Biodurable and bioabsorbable: Medical implant polymers pose unique challenges

By PlasticsToday Staff
Published: January 13th, 2012

Talk about threading the properties needle: biodegradable and biodurable polymers for implantable medical devices have the unenviable task of precisely controlling how they do or don't break down in the most sensitive environment of all-the human body.

Using more science to eliminate “compostable” hype

By Clare Goldsberry
Published: January 13th, 2012

In a move that promises to elevate the level of scientific testing to the compostable or debate, the Biodegradable Products Institute (BPI) has selected NSF International, a global independent public health organization, to administer the BPI's Certified Compostable program.  NSF International is a global third-party, independent certification organization that will accept and review certification requests

Borealis promotes clarified PP as a replacement for PC

By PlasticsToday Staff
Published: January 13th, 2012

Borealis has launched a more transparent extrusion blowmolding grade of polypropylene (PP) specifically designed for cosmetics and baby bottles, with an eye on capturing market share forsaken by polycarbonate (PC), which continues to deal with concerns around bisphenol A (BPA).

The company said its Borclear RC737MO offers a "leap forward" in aesthetics by influencing the gloss, haze and clarity of bottles.

Telles tale ends

By Karen Laird
Published: January 13th, 2012

Metabolix Inc., a bioscience company focused on developing clean, sustainable solutions for plastics, chemicals and energy, and the Archer Daniels Midland Company (ADM) have announced that they are ending the Telles, LLC joint venture for PHA bioplastics as per February 8, 2012.

More starch-filled PP options for auto use

By PlasticsToday Staff
Published: January 12th, 2012

Two new grades of polypropylene incorporating encapsulating starch particles will be released to the market by Cereplast, Inc. (El Segundo, CA) during the first half of 2012 in the United States and Europe.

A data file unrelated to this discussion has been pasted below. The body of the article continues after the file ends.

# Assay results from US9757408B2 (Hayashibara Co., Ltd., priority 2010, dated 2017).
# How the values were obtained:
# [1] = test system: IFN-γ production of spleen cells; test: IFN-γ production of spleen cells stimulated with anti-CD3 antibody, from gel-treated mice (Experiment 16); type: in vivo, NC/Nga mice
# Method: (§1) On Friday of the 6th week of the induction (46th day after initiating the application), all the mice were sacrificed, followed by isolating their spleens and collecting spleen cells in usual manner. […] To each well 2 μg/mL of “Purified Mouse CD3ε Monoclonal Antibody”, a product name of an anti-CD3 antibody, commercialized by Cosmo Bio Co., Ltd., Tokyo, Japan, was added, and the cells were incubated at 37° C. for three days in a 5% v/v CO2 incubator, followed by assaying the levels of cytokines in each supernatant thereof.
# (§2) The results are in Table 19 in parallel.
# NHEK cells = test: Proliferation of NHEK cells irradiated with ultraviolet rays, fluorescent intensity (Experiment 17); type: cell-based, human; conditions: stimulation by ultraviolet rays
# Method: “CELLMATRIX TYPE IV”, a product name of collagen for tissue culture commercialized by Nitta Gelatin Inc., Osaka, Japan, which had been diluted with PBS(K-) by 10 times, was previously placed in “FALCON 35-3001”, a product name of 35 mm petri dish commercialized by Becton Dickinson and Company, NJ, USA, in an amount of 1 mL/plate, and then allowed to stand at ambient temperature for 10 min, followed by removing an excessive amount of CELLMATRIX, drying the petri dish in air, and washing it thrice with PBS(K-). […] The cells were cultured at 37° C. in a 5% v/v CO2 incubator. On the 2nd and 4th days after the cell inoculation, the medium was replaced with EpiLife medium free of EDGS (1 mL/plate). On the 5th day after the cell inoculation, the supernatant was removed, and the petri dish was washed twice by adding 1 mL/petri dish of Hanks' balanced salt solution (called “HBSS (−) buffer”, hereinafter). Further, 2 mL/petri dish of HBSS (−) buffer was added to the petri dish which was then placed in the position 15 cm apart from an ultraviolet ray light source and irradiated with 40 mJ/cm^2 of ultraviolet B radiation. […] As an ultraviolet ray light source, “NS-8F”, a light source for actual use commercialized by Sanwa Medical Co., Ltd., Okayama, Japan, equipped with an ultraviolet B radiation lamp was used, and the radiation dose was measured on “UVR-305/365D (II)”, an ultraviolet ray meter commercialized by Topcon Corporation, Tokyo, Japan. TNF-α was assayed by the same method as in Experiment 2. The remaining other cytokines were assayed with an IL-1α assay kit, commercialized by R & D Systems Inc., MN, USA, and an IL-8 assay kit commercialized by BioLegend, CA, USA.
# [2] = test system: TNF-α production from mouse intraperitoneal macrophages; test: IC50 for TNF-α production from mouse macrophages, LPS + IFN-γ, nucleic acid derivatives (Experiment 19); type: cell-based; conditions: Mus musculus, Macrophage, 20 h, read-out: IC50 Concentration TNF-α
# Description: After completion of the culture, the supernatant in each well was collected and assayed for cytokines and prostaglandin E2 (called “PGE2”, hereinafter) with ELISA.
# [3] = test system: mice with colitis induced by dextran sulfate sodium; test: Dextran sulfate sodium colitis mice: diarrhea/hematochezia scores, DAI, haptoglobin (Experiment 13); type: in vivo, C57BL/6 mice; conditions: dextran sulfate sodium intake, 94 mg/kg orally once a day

Gloucester sees increased demand for retrofit blown film lines

By Heather Caliendo
Published: January 12th, 2012

Sometimes what's old is new again; at least that's the case for Gloucester Engineering Co.

Gloucester President Carl Johnson told PlasticsToday the company has seen an increase in demand for its retrofit blown film business.

"Companies, particularly in the U.S., are trying to squeeze every ounce of plastic they can out of their existing assets," he said. "They are also trying to increase their product flexibility, enhance quality, with minimal capital investment."

Precision assembly includes molded part and extruded silicone

By Doug Smock
Published: January 12th, 2012

A precision assembly is helping ease incontinence and other medical problems caused by a variety of gynecologic conditions, including prolapse.

Engineers at MedPlast (Elkhorn, WI) developed a new approach to a product called pessary balloons that includes a molded part, a check ball and a glued-on silicone extrusion.

French-Korean collaboration targets vehicle interior decorative film development

By PlasticsToday Staff
Published: January 11th, 2012

Vehicle interior systems supplier Faurecia (Nanterre, France) and Korea's LG Hausys (Seoul), a world leader in the development and production of specialty decoration materials and films for the housing, electronic and automotive industries, have signed a strategic partnership to jointly develop next-generation vehicle interior decoration films.

Rohrer CEO discusses thermoforming acquisition

By Heather Caliendo
Published: January 11th, 2012

Rohrer Corp. hopes to build a better package with its recent acquisition of Buckell Plastic Co.

"Rohrer is searching for well-run companies to expand its capacity and capabilities," he said. "Buckell fits this profile and was ready to make a deal," Rohrer Corp. president and CEO Scot Adkins told PlasticsToday.

It's an uphill fight to replace PVC in medical tubing

By Doug Smock
Published: January 11th, 2012

Teknor Apex, one of the world's largest compounders of flexible PVC, is actively developing a PVC-free alternative for medical applications and already reports a handful of commercial applications in smaller sizes.

Replacing PVC in medical applications is a daunting task because of the low cost of PVC compounds, the large infrastructure in place for manufacturing the material, and the regulatory review process required.

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